An in-depth look into Karsten Moholt's Google Virtual Tour
The Capture Factory’s international journey began when we signed the contract with Karsten Moholt. It was definite we were going to Norway to produce their Google Virtual Tour. The project was an adventure to say the least! We couldn’t have achieved this without our travel counsellor. The Capture Factory have created other Google Virtual Tours before, but never have we travelled so far for a job. This Google Virtual Tour was a huge job for us, and it could have gone very wrong, very quickly…
On the day I was travelling, I stopped by the office to gather the last pieces of equipment. When I arrived, my business partner told me my flight had been cancelled! The first thing I did was call our travel counsellor. I found that everything was already rearranged, and another flight was already booked for me!
So I made my way to Heathrow Airport where I caught the plane to Bergen, Norway. The flight gave me the opportunity to prepare myself for the large amount of work ahead. I knew this wasn’t going to be an easy job, and I only had one chance to get it right.
After I got to the hotel, I made the short journey to Karsten Moholt. The trip gave me chance to really experience Norway. The views were amazing; from every direction I could see rocks, water, and boats.
Normally when I produce a Google Virtual Tour, I get the chance to go and look at the premises first. This would allow me to survey the building before I shot the images. But, because I was in Norway, I had one opportunity to get it right. Getting back to Norway to re-shoot is something that I did not want to consider.
It was almost lunch time when I started shooting the virtual tour. The plan was to shoot the whole factory in a single day. Then I would create a basic layout ready to present the following day. Capturing the Google Virtual Tour on the first day gave me time for corrections. This meant I could make the necessary changes and ensure I got the best visuals.
Firstly, I had to work out all the places where I was going to set up the camera. I did this in order to capture every inch of the factory within the tour. Everywhere I placed the camera I had to take 12 shots: 3 shots from 4 different angles. I had to make sure one was light, one was dark, and one was very exposed. This is so there is a high dynamic range (HDR) making every angle of the tour clear. Overall, it took around 5 hours to shoot the whole factory.
After a very long day, the photographing was finally complete. I headed back to the hotel to upload and layout the tour. What would normally take a whole day to upload back home, took only the car journey to upload. Amazing broadband!
Eventually I managed to make a really basic version of the tour to present to the company the next day. It was important they got a real feel for the tour and were happy with everything. This also allowed us to make any changes they wanted.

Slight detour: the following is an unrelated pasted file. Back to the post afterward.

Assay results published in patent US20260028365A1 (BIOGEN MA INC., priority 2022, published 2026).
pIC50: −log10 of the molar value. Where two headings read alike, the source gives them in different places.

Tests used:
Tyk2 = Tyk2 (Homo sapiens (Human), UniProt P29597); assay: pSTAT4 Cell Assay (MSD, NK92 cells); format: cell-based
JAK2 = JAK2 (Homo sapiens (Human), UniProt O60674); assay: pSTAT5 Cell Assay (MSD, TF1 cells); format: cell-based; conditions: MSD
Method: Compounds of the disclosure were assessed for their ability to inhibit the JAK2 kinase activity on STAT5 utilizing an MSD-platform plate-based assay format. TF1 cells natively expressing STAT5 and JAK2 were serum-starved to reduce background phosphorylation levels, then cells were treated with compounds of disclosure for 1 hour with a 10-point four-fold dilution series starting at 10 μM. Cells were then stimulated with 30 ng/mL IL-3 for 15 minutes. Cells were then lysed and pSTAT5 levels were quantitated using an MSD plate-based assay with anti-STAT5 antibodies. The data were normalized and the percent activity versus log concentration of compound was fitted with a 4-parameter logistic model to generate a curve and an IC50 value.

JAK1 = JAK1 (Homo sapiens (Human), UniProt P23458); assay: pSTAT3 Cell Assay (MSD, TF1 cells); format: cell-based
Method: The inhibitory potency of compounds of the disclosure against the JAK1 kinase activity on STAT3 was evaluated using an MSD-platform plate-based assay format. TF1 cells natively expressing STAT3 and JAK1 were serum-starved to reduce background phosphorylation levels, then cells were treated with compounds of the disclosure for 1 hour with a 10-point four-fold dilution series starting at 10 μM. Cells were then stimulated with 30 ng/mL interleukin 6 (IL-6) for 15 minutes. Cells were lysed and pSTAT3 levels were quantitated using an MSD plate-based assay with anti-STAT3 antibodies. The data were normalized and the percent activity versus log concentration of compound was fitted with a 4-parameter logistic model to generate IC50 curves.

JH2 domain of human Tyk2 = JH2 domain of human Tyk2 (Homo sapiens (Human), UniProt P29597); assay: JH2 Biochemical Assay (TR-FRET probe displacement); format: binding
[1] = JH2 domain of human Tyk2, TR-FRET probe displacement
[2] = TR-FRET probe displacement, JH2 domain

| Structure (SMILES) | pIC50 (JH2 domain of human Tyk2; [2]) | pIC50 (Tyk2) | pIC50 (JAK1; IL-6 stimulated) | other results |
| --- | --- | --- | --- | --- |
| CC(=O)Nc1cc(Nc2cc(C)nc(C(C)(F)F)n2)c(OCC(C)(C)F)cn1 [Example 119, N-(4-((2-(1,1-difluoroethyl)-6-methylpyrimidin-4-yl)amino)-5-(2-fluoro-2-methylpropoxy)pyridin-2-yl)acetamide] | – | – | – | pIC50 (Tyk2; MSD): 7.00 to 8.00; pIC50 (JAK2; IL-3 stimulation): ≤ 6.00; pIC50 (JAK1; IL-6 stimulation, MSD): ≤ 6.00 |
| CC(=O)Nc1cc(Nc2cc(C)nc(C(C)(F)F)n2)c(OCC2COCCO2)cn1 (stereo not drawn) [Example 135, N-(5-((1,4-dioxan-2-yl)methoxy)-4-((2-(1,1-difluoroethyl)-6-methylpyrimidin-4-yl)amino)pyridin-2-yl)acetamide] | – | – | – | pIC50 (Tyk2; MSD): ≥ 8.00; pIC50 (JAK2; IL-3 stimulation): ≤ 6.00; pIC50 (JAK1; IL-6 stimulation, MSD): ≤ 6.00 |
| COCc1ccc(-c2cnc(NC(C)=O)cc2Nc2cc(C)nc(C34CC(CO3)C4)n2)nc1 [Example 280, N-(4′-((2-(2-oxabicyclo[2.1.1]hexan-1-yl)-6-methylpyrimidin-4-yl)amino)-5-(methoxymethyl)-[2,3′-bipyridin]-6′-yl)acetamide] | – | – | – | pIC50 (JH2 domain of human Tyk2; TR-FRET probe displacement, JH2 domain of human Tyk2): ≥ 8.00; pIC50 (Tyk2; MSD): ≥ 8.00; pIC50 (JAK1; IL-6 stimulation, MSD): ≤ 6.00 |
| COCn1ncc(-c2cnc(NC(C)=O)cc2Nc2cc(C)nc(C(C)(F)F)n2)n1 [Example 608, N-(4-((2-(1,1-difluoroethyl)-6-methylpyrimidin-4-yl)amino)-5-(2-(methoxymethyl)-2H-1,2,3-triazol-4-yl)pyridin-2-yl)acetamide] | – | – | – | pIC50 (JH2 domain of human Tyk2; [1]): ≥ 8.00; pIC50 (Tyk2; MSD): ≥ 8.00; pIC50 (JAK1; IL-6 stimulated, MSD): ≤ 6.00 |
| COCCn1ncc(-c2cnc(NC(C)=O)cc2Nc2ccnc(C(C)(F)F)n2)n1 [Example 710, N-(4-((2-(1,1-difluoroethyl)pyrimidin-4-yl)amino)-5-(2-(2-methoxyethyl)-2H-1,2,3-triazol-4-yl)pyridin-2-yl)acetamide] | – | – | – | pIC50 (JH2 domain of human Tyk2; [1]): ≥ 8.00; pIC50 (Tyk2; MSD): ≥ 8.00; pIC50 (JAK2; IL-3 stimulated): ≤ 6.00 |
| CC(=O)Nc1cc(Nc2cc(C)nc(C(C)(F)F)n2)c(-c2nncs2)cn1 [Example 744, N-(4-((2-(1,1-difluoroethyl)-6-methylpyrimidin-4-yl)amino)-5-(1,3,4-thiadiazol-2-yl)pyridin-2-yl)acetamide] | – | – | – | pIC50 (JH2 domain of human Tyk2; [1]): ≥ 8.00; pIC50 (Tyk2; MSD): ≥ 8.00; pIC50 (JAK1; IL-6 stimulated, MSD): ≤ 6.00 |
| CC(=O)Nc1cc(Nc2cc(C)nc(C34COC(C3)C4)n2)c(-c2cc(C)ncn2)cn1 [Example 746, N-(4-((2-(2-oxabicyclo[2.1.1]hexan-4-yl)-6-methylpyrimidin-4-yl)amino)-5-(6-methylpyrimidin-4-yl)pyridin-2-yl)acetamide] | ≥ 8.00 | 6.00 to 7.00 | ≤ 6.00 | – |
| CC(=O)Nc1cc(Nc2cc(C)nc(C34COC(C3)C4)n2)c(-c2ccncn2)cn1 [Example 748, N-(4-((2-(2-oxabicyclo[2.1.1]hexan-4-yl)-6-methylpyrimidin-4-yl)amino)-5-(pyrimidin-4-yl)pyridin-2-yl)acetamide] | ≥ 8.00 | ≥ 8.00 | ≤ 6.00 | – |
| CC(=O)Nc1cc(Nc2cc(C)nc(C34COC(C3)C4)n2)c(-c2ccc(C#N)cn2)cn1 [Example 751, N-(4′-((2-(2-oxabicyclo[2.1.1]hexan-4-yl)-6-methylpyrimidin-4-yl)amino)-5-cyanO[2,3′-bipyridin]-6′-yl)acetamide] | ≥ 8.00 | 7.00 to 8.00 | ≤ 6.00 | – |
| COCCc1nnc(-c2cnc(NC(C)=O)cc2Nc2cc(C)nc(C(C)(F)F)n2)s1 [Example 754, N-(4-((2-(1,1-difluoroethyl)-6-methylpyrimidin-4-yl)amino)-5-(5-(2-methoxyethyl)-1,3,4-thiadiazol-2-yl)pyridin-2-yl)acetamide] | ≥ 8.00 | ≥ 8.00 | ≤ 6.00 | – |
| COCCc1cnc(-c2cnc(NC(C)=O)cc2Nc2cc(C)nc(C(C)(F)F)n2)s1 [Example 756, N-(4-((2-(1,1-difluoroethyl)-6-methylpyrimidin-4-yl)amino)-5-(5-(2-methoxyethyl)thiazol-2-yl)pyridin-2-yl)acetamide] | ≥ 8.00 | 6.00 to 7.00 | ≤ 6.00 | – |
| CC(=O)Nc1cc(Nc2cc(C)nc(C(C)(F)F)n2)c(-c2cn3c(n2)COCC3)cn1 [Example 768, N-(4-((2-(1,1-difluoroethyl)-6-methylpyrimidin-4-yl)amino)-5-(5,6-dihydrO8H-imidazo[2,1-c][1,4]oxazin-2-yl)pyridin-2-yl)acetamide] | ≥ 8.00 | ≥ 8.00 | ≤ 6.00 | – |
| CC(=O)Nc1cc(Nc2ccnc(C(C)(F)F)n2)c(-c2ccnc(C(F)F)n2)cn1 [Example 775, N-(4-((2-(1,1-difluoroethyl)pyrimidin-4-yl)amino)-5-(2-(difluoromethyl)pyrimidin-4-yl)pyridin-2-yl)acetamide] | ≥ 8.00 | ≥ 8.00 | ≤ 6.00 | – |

It’s never until the client actually sees the tour that they realise how important attention to detail is. Karsten Moholt had kept the factory tidy for a whole 2 weeks before my arrival, in preparation for the shoot. However, it still wasn’t the perfect look they wanted. The camera sees more than the eye and as a result, everything needs to be prefect.
After a very early meeting discussing the tour, we established some parts needed re-shooting. We decided to re-shoot the factory section of the tour for the purpose of great presentation.
This allowed Karsten Moholt to make it look completely how they wanted it to look. We gave them time to make the last few changes to the factory. This included tidying up a few things, making the place look more professional. Afterwards I had to check everything was right; ensuring I had every shot, at every angle, in every light.
When being so far away from home, there was no room for mistakes since I was in Norway. I couldn’t easily come back to re-shoot! Everything I produced within the two days had to be perfect.
Capturing Karsten Moholt’s Google Virtual Tour
The next step when producing a virtual tour is the build and layout of the images. This was complex for Karsten Moholt’s virtual tour as they required a multi-layer virtual tour. This is because there was more than one level to the building. Finally, this step began the next day at The Capture Factory, after my long journey home. On the whole I thoroughly enjoyed the trip!
The finished tour is now live on both Google Maps and Karsten Moholt’s website. As a final point, to progress their tour further, we encourage Karsten Moholt to develop a layer which sits on top of the tour. This will be especially relevant as it can give information, labels, and explanations about the different aspects of the factory.